Chapman & Hall/CRC Monographs on Statistics & Applied Probability

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1 - 12 of 119 Series Titles

E-Statistics: The Potential Energy of Data


Gabor J. Szekely, Maria L. Rizzo

April 26, 2016

Martingale Methods in Statistics


Yoichi Nishiyama

April 15, 2016

This gives a comprehensive introduction to the (standard) statistical analysis based on the theory of martingales and develops entropy methods in order to treat dependent data in the framework of martingales. The author starts a summary of the martingale theory, and then proceeds to give full 

Multi-State Survival Models for Interval-Censored Data


Ardo van den Hout

March 15, 2016

Multi-state models describe stochastic processes that consist of transitions between states over time, such as the three-state illness-death model. Interval-censored data is extremely common as the exact time of transition from one state to another is unknown—only an interval of time is known. This 

Absolute or Crude Risk: Applications in Disease Prevention


Mitchell H. Gail, Ruth Pfeiffer

February 15, 2016

Absolute risk is the probability of developing a specific disease over a specified time interval in the presence of competing causes of mortality. Although absolute risk is arguably more relevant to clinical decision making than "pure" risk, the development of appropriate statistical methods for 

Mixed Models


Geert Verbeke, Geert Molenberghs

January 15, 2016

Research on mixed models has been extensive over the most recent decade. This book differs from the authors' previous monographs on longitudinal data in that it focuses on mixed models of a linear, generalized linear and nonlinear type. The book pays attention to recent developments that include 

Structural Nonparametric Models for the Analysis of Longitudinal Data


Colin O. Wu, Xin Tian

January 15, 2016

This book covers the recent advancement of statistical methods for the analysis of longitudinal data. Real datasets from four large NIH-supported longitudinal clinical trials and epidemiological studies illustrate the practical applications of the statistical methods. This book focuses on the 

Change-point Methodology and Applications


Tze Leung Lai, Haipeng Xing

January 15, 2016

Inferential Models: Reasoning with Uncertainty


Chuanhai Liu, Ryan Martin

November 15, 2015

This book delves into the authors’ work toward deeper understanding of statistical inference in terms of reasoning with uncertainty and meaningfulness of probabilistic inferential output. Focusing on a valid, prior-free probabilistic inferential framework called inferential models, the authors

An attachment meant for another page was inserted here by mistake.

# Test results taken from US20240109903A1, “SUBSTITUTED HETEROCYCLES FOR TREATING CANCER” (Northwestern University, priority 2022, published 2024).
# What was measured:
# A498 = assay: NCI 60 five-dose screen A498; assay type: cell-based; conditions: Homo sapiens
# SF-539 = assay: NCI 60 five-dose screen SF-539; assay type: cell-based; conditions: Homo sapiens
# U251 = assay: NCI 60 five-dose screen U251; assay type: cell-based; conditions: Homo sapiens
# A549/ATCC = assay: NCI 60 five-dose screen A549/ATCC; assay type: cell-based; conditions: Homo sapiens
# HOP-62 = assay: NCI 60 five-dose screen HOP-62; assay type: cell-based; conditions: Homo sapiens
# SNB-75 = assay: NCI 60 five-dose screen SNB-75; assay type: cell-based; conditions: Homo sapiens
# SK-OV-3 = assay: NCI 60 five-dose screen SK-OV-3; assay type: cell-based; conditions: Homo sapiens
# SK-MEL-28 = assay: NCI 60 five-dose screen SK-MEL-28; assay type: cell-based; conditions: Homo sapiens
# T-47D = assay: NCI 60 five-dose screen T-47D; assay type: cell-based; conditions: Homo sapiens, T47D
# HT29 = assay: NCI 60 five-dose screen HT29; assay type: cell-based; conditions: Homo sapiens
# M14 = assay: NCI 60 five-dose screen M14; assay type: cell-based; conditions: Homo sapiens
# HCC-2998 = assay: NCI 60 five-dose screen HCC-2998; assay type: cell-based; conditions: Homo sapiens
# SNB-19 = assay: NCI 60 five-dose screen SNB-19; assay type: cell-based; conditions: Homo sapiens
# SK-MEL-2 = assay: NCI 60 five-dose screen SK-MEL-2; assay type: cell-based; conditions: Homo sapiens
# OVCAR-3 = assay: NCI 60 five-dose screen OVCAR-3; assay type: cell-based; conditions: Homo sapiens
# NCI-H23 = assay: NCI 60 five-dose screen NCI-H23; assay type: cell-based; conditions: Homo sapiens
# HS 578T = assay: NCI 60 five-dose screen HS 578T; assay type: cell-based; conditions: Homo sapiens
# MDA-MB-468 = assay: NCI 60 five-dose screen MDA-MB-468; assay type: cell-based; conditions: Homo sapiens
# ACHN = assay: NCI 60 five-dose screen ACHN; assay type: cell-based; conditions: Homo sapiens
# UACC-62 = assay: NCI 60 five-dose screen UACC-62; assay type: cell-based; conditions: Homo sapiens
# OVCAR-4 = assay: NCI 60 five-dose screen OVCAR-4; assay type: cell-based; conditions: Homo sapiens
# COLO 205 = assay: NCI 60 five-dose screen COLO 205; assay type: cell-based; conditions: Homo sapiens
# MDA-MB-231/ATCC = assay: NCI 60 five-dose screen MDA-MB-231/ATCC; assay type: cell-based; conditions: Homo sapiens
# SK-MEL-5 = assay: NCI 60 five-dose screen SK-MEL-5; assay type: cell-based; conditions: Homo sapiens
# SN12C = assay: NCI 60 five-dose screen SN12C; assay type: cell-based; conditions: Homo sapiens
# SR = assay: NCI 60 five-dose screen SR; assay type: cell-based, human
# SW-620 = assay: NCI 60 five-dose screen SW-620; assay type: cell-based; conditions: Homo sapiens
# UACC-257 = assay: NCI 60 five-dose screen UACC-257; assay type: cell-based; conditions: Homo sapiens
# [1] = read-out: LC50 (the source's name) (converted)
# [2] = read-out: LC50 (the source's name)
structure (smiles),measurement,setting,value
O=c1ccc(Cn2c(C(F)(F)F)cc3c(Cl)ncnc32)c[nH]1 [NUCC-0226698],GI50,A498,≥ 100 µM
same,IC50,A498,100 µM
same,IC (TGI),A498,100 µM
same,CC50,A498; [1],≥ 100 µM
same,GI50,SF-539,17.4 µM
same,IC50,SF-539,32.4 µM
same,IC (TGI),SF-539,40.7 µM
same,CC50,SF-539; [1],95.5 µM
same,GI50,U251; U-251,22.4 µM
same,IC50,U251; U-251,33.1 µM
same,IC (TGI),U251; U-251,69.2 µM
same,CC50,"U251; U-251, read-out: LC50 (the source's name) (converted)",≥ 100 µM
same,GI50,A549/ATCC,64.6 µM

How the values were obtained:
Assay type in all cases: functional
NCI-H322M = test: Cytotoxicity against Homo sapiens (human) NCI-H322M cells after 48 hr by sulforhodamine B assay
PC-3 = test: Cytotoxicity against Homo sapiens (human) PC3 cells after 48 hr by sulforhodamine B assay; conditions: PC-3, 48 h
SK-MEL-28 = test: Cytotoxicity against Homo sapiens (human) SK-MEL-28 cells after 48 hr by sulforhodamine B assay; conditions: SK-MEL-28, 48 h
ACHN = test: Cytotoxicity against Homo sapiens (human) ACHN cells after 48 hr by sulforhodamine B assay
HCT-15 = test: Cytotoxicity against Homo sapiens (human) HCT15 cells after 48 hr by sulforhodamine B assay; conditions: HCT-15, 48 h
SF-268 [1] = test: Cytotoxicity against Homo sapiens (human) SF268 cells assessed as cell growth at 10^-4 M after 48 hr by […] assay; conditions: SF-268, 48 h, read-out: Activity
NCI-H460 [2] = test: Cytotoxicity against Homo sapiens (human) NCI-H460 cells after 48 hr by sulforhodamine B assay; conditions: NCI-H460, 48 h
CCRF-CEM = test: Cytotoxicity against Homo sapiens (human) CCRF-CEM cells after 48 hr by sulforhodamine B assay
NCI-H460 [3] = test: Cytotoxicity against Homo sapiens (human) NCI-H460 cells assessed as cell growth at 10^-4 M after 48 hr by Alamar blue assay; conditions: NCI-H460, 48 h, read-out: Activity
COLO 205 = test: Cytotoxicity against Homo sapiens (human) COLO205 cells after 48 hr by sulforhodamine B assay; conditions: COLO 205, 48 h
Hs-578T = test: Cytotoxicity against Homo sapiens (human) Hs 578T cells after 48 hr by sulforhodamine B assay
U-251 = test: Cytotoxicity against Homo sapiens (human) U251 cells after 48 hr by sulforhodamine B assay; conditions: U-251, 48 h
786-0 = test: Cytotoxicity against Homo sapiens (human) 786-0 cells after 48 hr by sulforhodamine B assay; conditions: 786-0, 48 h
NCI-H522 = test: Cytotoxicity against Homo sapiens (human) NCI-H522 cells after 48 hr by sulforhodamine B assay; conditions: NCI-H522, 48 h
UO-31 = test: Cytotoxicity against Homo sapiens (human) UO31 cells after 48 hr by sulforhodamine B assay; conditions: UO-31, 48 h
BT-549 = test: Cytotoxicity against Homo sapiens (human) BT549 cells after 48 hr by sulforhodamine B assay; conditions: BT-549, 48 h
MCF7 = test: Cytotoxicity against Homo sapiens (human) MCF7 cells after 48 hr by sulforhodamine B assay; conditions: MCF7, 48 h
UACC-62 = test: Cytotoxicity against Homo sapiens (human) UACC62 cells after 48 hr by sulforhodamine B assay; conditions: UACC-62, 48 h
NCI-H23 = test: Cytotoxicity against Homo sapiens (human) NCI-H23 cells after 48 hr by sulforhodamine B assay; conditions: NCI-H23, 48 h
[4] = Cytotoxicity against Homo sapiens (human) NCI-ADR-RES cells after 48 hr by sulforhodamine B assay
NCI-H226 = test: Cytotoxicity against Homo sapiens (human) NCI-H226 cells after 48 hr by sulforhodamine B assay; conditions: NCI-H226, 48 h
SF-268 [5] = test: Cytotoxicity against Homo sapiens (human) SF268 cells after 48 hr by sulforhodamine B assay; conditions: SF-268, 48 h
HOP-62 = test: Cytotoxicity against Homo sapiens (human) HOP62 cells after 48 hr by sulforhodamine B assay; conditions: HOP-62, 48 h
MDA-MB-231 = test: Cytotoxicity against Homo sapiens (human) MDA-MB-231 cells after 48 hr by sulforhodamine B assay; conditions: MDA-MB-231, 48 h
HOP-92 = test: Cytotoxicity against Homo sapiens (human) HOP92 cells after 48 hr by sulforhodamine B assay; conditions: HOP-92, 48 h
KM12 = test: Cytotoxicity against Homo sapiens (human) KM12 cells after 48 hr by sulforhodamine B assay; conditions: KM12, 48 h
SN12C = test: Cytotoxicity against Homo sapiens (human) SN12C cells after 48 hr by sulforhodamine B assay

Perfect Simulation


Mark L. Huber

November 15, 2015

Perfect simulation methods, also known as perfect sampling methods, are algorithms that draw random variates from complex physical and statistical models. These methods are used in MCMC simulation to create samples exactly from the target distribution, giving more accurate results. This book is 

Semialgebraic Statistics and Latent Tree Models


Piotr Zwiernik

September 01, 2015

This book introduces algebraic, combinatorial, and geometric methods for hidden tree models. It presents a focused introduction to some concepts in algebraic statistics and shows how the methods can be applied in statistics. The book also gives a broad overview of the current research on hidden 

Stochastic Analysis for Gaussian Random Processes and Fields: With Applications


Vidyadhar S. Mandrekar, Leszek Gawarecki

July 02, 2015

This book discusses y the problem of Skorokhod integral, Malliavin derivative, Filtering, Equivalence and Singularity of Gaussian measures, Markov random fields, and Dynkin Isomorphism Theorem and its converse. The book covers the theory of reproducing kernel Hilbert space. The book derives 

Measuring Statistical Evidence Using Relative Belief


Michael Evans

June 22, 2015

A Sound Basis for the Theory of Statistical Inference Measuring Statistical Evidence Using Relative Belief provides an overview of recent work on developing a theory of statistical inference based on measuring statistical evidence. It shows that being explicit about how to measure statistical 

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